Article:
We noticed client disconnections in our WLAN network. The clients are connected in the 2.4Ghz band with the access point AP3805i (radio 2). I've seen, that there are 80 clients connected with this radio. So, what is the maximum recommended clients per access point? I guess its much lower than 80... Anyway, could these be the reason for the client disconnectsions?
Client load calculation is tricky and depends on many factors. Client capabilities (radio quality, supported data rates, receive sensitivity, etc), the RF environment in the area, and the applications in use by the clients or bandwidth requirements all play major roles. All these things have to be considered when determining how many clients are too many in a given situation.
In a well designed high density environment 80 clients could be supported, but each of those 80 clients must share the bandwidth capabilities of the radio (i.e. 150mbps/80 =1.875mbps). So high bandwidth applications on the clients would be difficult to support (i.e video stream etc.)
Based on the fact that you said this is a 2.4GHz radio, and due to the lower bandwidth and RF challenges of the 2.4 GHz spectrum, I would guess that 80 clients are likely too many.
In order to support a large number of clients you need the following:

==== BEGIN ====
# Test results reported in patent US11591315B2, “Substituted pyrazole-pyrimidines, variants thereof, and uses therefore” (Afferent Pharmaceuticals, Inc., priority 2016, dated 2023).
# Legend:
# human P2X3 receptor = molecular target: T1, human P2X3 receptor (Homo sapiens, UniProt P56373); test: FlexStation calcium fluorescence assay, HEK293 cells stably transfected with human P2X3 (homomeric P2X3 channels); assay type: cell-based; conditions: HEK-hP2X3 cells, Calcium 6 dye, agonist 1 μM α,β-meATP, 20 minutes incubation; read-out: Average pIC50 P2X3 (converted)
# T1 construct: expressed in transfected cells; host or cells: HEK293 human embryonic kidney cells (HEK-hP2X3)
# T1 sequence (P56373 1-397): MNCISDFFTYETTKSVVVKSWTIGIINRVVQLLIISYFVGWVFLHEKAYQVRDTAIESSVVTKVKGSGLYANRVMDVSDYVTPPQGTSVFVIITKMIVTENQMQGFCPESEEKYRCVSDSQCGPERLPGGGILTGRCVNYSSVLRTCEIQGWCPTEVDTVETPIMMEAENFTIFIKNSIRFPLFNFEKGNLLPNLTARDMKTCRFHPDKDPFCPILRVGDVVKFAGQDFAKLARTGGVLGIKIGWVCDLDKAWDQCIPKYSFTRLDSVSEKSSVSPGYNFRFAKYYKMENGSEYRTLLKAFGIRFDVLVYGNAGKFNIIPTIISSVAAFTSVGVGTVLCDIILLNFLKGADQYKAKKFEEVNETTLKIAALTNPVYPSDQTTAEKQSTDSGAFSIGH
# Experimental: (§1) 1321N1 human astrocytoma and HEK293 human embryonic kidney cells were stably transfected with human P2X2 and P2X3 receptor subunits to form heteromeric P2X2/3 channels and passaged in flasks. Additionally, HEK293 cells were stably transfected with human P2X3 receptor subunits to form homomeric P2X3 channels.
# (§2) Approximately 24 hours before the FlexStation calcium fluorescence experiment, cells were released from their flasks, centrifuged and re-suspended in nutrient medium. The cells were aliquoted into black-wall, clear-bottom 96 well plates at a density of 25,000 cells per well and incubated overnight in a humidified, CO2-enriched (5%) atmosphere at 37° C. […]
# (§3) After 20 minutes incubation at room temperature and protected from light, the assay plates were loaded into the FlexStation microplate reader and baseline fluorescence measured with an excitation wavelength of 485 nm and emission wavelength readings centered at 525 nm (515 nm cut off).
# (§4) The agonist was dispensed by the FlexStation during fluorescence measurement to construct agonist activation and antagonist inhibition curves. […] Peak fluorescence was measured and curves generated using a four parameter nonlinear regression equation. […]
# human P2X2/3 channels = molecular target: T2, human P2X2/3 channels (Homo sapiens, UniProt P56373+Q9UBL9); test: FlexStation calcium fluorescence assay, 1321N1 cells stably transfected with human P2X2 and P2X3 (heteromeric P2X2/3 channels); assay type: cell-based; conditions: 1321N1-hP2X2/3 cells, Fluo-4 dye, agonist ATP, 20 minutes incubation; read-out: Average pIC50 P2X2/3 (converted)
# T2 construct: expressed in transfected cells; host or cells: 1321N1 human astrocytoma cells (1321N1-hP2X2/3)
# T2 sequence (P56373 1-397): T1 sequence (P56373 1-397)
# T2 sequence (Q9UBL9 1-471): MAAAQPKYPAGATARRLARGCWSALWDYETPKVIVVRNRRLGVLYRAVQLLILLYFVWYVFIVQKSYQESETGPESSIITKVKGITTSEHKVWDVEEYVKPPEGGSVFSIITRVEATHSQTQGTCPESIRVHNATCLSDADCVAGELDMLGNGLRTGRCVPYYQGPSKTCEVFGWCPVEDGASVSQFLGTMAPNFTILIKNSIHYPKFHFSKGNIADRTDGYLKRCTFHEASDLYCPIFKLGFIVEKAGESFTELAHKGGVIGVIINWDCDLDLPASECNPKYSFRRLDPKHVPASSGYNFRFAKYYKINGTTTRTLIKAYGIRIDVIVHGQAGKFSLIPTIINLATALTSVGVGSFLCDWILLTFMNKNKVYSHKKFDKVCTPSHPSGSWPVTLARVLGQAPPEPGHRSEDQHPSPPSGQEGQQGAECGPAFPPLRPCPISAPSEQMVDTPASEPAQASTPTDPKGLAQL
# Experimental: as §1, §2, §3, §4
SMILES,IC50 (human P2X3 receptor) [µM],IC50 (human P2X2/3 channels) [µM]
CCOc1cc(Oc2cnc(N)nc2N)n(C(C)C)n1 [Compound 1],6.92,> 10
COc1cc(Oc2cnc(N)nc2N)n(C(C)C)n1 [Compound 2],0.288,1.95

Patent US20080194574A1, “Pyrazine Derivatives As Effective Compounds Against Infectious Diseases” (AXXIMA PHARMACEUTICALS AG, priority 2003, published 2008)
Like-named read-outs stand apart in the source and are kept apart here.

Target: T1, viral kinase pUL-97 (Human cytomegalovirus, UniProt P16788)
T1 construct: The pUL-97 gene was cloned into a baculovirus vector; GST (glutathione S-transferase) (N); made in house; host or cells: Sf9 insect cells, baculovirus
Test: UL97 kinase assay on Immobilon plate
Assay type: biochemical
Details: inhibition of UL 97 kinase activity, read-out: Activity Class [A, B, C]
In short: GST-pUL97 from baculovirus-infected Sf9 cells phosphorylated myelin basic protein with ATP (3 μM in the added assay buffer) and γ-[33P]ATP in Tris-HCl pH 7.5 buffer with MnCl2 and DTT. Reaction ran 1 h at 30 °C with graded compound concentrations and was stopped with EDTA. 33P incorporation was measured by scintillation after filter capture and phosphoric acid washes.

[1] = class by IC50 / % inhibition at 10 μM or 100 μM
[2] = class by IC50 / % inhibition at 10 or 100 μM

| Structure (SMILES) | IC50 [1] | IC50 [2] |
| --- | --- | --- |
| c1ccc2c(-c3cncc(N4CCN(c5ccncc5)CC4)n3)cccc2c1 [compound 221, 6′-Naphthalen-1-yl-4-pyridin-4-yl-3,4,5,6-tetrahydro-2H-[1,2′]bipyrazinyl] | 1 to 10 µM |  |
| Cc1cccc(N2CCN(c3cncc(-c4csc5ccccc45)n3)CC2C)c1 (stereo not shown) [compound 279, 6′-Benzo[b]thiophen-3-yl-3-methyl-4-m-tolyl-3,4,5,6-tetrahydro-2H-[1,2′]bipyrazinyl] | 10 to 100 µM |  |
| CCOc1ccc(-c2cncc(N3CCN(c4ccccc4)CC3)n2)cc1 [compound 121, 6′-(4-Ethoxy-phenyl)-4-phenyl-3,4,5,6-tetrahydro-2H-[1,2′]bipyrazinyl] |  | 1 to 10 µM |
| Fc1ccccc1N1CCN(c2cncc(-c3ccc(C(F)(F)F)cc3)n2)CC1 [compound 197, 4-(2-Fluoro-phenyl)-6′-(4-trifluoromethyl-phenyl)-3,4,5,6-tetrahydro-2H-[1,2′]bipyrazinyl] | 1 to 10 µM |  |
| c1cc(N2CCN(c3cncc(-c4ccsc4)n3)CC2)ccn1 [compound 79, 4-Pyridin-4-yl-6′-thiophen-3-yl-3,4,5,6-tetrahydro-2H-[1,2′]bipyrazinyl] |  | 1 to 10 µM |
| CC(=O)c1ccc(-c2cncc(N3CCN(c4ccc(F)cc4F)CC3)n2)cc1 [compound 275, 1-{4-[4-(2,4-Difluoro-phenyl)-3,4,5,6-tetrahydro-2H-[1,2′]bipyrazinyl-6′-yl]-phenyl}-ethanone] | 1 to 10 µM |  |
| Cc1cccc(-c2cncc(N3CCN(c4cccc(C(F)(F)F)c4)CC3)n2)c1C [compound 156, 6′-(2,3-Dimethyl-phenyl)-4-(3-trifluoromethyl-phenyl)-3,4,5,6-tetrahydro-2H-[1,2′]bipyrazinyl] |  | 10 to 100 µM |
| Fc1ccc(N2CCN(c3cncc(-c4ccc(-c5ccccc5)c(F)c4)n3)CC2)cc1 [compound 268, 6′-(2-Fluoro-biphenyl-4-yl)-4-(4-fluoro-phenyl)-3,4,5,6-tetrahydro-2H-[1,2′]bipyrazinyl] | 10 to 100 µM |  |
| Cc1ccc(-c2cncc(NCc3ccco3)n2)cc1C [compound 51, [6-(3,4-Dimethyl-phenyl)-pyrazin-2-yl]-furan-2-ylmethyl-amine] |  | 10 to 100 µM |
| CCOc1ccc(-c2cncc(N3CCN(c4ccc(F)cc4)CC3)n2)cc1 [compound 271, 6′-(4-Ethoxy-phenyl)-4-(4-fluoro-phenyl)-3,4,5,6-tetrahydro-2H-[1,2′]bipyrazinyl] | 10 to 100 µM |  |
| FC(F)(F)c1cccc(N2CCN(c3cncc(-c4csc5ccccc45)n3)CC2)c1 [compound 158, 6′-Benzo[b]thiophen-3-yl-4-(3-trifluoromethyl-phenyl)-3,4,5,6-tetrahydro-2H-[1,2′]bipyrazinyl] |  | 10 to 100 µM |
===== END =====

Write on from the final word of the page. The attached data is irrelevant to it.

1. High SNR for clients, which allows for high data rates. The higher the client data rates the more bandwidth you can push through the AP. Even a single client communicating at 2mbps (data rate not bandwidth) can reduce the efficiency of the radio as a whole.
2. Low RF interference and minimal co-channel interference. This is difficult to achieve in the 2.4GHz band
3. Client applications that are low bandwidth and/or client rate limiting. This prevents one user consuming all the radio's bandwidth.
Looks like 156 per radio for a total of 312 per AP. It also is based on what they are doing when attached to the radio. You could have 80 connected but if they are using 2mbps of bandwidth each you are at 160mbps total. If they all in theory connected at 300mbps you can cut that number in half at 150mbps of available bandwidth, you can see you are technically overloading the radio.